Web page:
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The Case Against Immigration

Why the United States Should Look Out for Itself

A Mexican man looks at the U.S.-Mexico border fence near San Diego, January 2006. Fred Greaves / Reuters

Outlining his position on immigration in August of last year, Donald Trump, then the Republican candidate for U.S. president, made his motivating philosophy clear: “There is only one core issue in the immigration debate, and that issue is the well-being of the American people.” Although this nationalistic appeal may strike some readers as conservative, it is very similar to the position taken by U.S. civil rights icon and Democrat Barbara Jordan, who before her death in 1996 headed President Bill Clinton’s commission on immigration reform. “It is both a right and a responsibility of a democratic society,” she argued, “to manage immigration so that it serves the national interest.” Trump’s rhetoric has of course been overheated and insensitive at times, but his view on immigration—that it should be designed to benefit the receiving country—is widely held.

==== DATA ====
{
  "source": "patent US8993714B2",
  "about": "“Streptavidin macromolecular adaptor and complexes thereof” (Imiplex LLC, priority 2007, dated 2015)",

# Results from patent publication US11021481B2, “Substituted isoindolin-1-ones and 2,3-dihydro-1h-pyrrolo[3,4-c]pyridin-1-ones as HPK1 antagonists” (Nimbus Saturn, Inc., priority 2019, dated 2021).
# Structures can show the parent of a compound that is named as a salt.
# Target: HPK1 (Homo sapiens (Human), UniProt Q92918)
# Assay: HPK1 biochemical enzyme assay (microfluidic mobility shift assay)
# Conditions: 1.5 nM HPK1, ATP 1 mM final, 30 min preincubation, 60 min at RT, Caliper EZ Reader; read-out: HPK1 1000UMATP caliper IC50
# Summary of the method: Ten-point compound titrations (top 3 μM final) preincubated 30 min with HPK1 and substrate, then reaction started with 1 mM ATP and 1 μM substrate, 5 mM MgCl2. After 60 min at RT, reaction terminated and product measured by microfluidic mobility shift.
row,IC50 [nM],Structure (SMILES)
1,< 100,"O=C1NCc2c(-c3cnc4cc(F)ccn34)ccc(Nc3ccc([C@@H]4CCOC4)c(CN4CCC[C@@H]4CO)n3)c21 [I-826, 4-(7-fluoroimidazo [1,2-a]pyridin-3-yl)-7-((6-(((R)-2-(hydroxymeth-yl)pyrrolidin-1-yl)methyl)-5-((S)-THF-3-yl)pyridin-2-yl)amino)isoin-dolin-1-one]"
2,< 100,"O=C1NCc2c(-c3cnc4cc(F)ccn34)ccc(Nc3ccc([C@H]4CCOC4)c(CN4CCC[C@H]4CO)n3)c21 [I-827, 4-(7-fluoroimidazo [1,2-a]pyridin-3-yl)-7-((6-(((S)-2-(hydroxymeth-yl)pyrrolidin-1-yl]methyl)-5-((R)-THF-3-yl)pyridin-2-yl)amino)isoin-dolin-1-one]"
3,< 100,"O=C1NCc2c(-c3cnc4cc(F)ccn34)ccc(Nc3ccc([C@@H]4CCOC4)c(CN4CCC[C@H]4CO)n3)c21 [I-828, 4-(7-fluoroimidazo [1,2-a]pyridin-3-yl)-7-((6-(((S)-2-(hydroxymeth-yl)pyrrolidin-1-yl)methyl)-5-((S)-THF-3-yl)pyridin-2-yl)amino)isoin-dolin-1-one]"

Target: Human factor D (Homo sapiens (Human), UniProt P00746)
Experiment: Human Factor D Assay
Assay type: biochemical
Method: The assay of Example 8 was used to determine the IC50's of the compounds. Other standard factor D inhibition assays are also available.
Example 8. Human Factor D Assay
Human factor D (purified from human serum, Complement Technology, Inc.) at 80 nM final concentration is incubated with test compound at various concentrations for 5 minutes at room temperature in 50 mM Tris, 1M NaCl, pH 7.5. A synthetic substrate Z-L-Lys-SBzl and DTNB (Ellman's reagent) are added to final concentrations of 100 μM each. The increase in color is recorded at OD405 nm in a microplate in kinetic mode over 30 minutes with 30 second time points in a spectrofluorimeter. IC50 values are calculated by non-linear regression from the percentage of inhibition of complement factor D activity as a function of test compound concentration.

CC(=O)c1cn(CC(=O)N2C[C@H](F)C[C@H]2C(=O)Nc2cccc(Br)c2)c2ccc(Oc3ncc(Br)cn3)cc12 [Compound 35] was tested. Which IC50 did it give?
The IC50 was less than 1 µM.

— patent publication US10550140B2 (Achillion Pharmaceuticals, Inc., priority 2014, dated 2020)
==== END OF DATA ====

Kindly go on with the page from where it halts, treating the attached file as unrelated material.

In the United States, there is strong evidence that

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